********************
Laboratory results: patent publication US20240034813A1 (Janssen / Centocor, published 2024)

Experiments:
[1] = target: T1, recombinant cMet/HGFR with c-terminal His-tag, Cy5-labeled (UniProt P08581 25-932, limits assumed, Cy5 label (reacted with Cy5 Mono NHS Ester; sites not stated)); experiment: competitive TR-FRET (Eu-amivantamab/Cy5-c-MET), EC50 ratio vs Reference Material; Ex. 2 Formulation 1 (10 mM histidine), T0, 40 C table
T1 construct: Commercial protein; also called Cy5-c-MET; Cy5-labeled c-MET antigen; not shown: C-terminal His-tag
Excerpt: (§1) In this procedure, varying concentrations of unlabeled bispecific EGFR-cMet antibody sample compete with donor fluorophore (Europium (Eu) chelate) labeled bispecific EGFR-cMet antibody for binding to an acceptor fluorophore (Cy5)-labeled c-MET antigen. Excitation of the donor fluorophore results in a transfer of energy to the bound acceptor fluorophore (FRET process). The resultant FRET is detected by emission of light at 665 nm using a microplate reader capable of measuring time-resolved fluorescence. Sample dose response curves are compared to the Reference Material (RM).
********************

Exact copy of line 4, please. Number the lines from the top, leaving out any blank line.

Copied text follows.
T1 construct: Commercial protein; also called Cy5-c-MET; Cy5-labeled c-MET antigen; not shown: C-terminal His-tag